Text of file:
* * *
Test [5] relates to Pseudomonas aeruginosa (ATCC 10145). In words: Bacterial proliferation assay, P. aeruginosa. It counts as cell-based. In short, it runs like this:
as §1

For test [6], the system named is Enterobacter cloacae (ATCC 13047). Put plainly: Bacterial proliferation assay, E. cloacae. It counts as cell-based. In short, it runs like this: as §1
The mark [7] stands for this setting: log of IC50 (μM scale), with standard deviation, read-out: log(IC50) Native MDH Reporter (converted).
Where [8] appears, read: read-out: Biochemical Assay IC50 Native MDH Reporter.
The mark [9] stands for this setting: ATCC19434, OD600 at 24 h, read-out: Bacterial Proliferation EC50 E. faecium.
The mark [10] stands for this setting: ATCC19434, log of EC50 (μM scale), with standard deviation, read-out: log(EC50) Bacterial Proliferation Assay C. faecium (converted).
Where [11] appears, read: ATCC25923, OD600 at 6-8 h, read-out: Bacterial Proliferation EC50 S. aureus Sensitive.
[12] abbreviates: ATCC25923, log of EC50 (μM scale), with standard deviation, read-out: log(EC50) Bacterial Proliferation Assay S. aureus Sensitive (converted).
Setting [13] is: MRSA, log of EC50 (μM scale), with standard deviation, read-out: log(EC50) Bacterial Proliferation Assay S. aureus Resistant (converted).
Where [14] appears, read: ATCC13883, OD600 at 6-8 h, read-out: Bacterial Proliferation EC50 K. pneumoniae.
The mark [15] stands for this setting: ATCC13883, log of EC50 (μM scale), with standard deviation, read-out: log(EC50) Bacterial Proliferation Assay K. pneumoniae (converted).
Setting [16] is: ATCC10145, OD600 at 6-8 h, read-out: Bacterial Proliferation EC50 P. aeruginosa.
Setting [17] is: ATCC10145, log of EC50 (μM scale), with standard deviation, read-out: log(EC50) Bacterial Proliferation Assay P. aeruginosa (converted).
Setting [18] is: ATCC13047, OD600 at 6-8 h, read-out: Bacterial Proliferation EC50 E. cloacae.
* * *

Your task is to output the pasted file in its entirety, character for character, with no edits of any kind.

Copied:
Test [5] relates to Pseudomonas aeruginosa (ATCC 10145). In words: Bacterial proliferation assay, P. aeruginosa. It counts as cell-based. In short, it runs like this:
as §1

For test [6], the system named is Enterobacter cloacae (ATCC 13047). Put plainly: Bacterial proliferation assay, E. cloacae. It counts as cell-based. In short, it runs like this: as §1
The mark [7] stands for this setting: log of IC50 (μM scale), with standard deviation, read-out: log(IC50) Native MDH Reporter (converted).
Where [8] appears, read: read-out: Biochemical Assay IC50 Native MDH Reporter.
The mark [9] stands for this setting: ATCC19434, OD600 at 24 h, read-out: Bacterial Proliferation EC50 E. faecium.
The mark [10] stands for this setting: ATCC19434, log of EC50 (μM scale), with standard deviation, read-out: log(EC50) Bacterial Proliferation Assay C. faecium (converted).
Where [11] appears, read: ATCC25923, OD600 at 6-8 h, read-out: Bacterial Proliferation EC50 S. aureus Sensitive.
[12] abbreviates: ATCC25923, log of EC50 (μM scale), with standard deviation, read-out: log(EC50) Bacterial Proliferation Assay S. aureus Sensitive (converted).
Setting [13] is: MRSA, log of EC50 (μM scale), with standard deviation, read-out: log(EC50) Bacterial Proliferation Assay S. aureus Resistant (converted).
Where [14] appears, read: ATCC13883, OD600 at 6-8 h, read-out: Bacterial Proliferation EC50 K. pneumoniae.
The mark [15] stands for this setting: ATCC13883, log of EC50 (μM scale), with standard deviation, read-out: log(EC50) Bacterial Proliferation Assay K. pneumoniae (converted).
Setting [16] is: ATCC10145, OD600 at 6-8 h, read-out: Bacterial Proliferation EC50 P. aeruginosa.
Setting [17] is: ATCC10145, log of EC50 (μM scale), with standard deviation, read-out: log(EC50) Bacterial Proliferation Assay P. aeruginosa (converted).
Setting [18] is: ATCC13047, OD600 at 6-8 h, read-out: Bacterial Proliferation EC50 E. cloacae.